The defense was expected to introduce testimony from Texas Ranger Robert Garza that "he overheard Saldívar claim the shooting was accidental, and that she objected when police failed to include it in her statement".
The defense attorney argued the shooting was accidental, but the prosecution pointed out that Saldívar, a trained nurse, did not call 911 or try to help Selena after she was shot.
Saldívar claimed that the gun "[accidentally] went off". The pistol, a 5-shot .38 cal. revolver, required 11 pounds of pressure on the trigger to fire, which can occur only when the trigger is intentionally pulled.
The judge did not give the jury the option of lesser charges of manslaughter or negligent homicide, and told the jurors they must convict or acquit Saldívar on the sole charge of first-degree murder.
The jury deliberated for nine hours before finding Saldívar guilty of murder. She was sentenced to life in prison on October 23, 1995, with parole eligibility set for thirty years; this was the maximum prison term allowed in Texas at the time.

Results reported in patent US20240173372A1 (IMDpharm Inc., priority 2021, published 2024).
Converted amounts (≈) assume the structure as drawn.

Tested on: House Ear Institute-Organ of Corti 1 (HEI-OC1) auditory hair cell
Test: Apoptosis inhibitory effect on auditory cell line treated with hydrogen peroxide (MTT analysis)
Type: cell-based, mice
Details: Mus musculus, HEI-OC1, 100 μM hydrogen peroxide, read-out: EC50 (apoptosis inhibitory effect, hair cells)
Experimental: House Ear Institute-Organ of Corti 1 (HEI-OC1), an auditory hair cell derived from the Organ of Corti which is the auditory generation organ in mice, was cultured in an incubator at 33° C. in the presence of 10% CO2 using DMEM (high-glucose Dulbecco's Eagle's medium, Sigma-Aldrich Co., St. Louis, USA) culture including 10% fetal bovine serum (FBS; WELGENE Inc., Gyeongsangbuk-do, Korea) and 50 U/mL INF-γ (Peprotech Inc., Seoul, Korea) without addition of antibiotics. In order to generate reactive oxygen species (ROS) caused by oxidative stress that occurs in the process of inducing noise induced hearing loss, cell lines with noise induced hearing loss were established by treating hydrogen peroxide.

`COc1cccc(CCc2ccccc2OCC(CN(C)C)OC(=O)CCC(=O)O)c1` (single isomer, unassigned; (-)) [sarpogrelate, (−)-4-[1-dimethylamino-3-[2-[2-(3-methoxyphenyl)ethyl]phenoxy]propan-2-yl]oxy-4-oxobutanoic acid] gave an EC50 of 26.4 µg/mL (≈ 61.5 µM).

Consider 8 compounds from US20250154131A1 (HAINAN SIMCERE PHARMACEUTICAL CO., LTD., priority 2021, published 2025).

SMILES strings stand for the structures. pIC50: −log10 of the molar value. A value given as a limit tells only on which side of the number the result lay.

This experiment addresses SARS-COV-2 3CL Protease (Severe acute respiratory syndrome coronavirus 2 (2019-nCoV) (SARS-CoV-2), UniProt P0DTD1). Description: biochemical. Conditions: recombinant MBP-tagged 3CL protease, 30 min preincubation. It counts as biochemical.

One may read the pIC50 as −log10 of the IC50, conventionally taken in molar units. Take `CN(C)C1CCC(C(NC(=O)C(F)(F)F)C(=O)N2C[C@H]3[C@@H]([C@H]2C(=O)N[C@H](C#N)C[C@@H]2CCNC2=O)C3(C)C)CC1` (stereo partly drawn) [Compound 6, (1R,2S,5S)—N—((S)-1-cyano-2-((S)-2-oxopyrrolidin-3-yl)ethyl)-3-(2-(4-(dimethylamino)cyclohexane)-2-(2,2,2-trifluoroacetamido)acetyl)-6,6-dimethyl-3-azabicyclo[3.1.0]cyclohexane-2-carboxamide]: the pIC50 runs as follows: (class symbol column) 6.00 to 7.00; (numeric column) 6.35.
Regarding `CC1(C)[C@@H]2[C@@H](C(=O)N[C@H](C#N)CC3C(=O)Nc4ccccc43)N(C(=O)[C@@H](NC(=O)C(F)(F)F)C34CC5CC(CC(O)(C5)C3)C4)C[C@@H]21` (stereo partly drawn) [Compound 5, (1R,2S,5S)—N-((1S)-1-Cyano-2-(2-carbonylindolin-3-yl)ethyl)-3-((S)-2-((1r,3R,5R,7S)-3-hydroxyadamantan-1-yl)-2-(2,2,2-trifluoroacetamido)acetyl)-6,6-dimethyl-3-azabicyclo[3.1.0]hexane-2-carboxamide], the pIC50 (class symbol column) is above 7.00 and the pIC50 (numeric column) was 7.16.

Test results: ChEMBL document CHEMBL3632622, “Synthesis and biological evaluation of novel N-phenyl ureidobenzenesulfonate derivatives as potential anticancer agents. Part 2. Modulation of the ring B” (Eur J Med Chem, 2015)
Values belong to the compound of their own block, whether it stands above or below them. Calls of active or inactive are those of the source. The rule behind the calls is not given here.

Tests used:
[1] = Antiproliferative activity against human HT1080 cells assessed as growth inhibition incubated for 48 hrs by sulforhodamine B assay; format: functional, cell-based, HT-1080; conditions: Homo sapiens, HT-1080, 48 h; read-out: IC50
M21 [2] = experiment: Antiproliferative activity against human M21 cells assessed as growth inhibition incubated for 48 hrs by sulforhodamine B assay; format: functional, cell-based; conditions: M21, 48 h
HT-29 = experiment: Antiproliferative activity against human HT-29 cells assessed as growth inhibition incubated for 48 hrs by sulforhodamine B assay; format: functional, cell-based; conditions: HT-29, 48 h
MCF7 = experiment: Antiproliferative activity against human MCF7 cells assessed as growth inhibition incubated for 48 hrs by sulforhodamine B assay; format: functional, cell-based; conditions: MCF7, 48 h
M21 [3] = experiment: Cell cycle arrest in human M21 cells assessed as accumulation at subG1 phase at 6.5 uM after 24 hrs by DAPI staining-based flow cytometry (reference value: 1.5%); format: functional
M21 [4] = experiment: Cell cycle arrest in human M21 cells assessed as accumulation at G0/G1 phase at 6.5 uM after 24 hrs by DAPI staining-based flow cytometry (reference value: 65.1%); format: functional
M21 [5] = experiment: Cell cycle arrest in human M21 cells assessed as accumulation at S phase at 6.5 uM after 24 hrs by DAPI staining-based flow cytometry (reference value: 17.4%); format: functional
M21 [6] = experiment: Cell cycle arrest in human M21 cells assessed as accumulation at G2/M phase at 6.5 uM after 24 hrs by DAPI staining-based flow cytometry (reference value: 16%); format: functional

On November 22, 1995, she arrived at the Gatesville Unit (now Christina Crain Unit) in Gatesville, Texas to be processed.
Saldívar is serving a life sentence at the Mountain View Unit in Gatesville, operated by the Texas Department of Criminal Justice. She will become eligible for parole on March 30, 2025.
Due to multiple death threats from fellow Selena fan inmates, Saldívar was placed in isolation. She spends 23 hours each day alone in her 9 by 6 feet (2.7 m × 1.8 m) prison cell.
She was allowed to purchase a radio from the commissary. She may have a two-hour visit with family or friends each week.